Retirement something of a lottery: report
Retirement is a lottery where the chance of winning is more dependent on just when you retire rather than the soundness of any investment plan, says Michael Nairne who head ups a Toronto firm that dubs itself a family office for “exceptionally affluent families.”
The truth is you’re probably better to leave work following an extended downturn rather than when times are booming, his research suggests – encouraging news for all those being forced out the door these days.
There’s lots of research suggesting that finding yourself in the red during the first few years of retirement drastically increase your chances of running out of money down the road.
Someone with a $500,000 portfolio (invested 55 percent in equities and 45 percent in bonds) who withdraws 4 per cent the first year and increases that amount by 3 per cent each year to keep up with inflation, has an 89 per cent chance of having enough money to last 30 years, according to T. Rowe Price.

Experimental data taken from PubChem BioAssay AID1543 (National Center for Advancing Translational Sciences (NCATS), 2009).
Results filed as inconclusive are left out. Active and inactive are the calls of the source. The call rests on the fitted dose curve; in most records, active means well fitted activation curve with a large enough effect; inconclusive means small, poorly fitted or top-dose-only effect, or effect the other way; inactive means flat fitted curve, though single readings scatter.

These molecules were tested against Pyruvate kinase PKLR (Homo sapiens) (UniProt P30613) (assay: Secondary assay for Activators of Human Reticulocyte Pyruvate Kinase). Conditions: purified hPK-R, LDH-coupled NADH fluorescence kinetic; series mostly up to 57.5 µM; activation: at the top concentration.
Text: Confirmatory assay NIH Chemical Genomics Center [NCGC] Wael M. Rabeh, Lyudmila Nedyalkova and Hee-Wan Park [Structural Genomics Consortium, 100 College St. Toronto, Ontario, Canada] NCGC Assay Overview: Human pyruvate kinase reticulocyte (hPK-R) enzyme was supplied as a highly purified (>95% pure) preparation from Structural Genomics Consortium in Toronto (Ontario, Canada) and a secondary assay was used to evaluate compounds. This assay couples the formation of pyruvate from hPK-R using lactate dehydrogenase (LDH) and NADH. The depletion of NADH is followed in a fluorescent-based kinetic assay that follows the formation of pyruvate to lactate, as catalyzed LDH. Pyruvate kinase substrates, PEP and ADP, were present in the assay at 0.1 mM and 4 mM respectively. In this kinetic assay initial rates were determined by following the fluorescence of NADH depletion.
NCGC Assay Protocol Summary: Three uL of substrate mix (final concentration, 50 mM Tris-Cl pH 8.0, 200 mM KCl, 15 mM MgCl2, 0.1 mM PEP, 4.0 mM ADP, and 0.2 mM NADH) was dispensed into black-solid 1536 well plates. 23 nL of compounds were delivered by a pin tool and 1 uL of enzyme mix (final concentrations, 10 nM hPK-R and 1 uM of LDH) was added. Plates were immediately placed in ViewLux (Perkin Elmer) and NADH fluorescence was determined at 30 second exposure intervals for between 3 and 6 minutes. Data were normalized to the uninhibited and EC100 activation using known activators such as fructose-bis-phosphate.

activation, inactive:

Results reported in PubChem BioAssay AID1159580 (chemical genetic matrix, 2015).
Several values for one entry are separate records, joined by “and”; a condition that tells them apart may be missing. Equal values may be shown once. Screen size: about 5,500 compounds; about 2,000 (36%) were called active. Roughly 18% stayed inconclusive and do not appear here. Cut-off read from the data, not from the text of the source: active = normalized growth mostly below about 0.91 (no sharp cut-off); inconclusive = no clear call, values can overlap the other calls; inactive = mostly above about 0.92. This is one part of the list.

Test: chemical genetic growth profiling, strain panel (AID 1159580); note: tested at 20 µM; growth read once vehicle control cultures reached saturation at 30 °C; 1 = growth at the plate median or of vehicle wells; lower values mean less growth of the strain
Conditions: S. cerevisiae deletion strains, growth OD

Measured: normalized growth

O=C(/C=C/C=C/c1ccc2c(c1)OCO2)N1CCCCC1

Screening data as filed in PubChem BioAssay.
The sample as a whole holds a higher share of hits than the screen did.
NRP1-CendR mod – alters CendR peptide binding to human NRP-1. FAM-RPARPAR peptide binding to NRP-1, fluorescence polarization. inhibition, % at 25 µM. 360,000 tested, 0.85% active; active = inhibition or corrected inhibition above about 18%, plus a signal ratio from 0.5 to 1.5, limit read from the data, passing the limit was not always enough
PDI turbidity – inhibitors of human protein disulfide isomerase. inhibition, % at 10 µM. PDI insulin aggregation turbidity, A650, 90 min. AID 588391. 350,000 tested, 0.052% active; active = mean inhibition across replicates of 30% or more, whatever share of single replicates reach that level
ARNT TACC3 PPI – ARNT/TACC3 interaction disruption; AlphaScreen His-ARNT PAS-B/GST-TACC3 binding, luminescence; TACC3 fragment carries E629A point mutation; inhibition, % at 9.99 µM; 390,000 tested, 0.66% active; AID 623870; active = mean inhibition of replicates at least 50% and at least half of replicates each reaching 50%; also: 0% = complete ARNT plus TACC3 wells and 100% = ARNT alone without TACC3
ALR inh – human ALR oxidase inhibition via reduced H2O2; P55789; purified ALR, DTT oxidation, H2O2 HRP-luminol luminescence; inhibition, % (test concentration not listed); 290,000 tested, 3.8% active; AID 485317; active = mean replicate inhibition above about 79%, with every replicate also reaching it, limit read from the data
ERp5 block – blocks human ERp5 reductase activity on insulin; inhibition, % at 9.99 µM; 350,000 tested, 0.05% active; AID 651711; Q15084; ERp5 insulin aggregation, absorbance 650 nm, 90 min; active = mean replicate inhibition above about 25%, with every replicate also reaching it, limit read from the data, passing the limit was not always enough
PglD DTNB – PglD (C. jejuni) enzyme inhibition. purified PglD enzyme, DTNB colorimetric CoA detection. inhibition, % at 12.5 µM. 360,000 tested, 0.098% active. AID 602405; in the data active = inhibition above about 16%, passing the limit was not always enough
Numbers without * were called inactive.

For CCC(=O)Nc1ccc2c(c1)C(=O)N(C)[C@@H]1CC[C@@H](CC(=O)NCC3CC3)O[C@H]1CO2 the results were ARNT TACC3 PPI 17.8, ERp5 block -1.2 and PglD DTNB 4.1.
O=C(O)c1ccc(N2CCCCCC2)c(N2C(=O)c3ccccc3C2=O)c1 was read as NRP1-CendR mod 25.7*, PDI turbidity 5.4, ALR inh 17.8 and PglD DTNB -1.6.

But if the portfolio had an average return of less than 5 per cent in the first five years of retirement, the probability of being able to sustain the same withdrawals over the same period can drop as low as 43 per cent, T. Rowe Price maintains.
Since stock prices are moderately above the historic average while long-term interest rates are near record lows, we may not be quite at the retirement sweet spot, Nairne suggests.
All of which means that winning tickets will only be available to those who can keep their retirement spending in line with this reality, he adds.
By Gordon Powers, MSN Money